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Human neutrophil defensins, and their analogues incorporating anionic, hydrophobic or cationic residues at the N- and C-termini, were synthesized by solid-phase procedures. The synthetic defensins were examined for their microbicidal activity against Candida albicans, two Gram-negative bacteria (Actinobacillus actinomycetemcomitans and Porphyromonas gingivalis) and two Gram-positive bacteria (Streptococcus gordonii and Streptococcus mutans). The human neutrophil peptide 1 (HNP1) and HNP2 were found to be potent candidacidal agents. HNP3, which differs by one amino acid at the N-terminus of its sequence, was totally inactive. The Gram-negative bacteria A. actinomycetemcomitans and P. gingivalis and the Gram-positive bacteria S. gordonii and S. mutans were insensitive to human defensins. However, the insertion of two basic residues, such as arginine, at both the N-terminus and the C-terminus of HNP2 significantly enhanced antifungal and antibacterial activity. The addition of anionic residues, such as aspartic acid, at the N- and C-termini rendered the molecule totally inactive. The presence of two hydrophobic amino acids, such as valine, at the N-terminus of HNP2 and of two basic arginine residues at its C-terminus resulted in molecules that were optimally active against these oral pathogens. The results suggest that the N- and C-terminal residues in defensin peptides are the crucial functional elements that determine their microbicidal potency. The three-dimensional structure of all defensins constitutes the same amphiphilic beta-sheet structure, with the polar face formed by the N- and C-terminal residues playing an important role in defining microbicidal potency and the antimicrobial spectrum. The enhanced microbicidal activity observed for defensin peptides with two basic residues at both the N- and C-termini could be due to optimization of the amphiphilicity of the structure, which could facilitate specific interactions with the microbial membranes.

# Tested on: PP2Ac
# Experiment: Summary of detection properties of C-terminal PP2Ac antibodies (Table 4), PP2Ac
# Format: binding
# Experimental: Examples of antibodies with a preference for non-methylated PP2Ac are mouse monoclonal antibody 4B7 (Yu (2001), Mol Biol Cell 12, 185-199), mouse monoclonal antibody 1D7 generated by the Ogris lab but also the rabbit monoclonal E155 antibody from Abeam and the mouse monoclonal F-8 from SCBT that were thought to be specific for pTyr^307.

Raj, Periathamby A.; Antonyraj, K. J.; and Karunakaran, T., "Large-scale Synthesis and Functional Elements for the Antimicrobial Activity of Defensins" (2000). School of Dentistry Faculty Research and Publications. 80.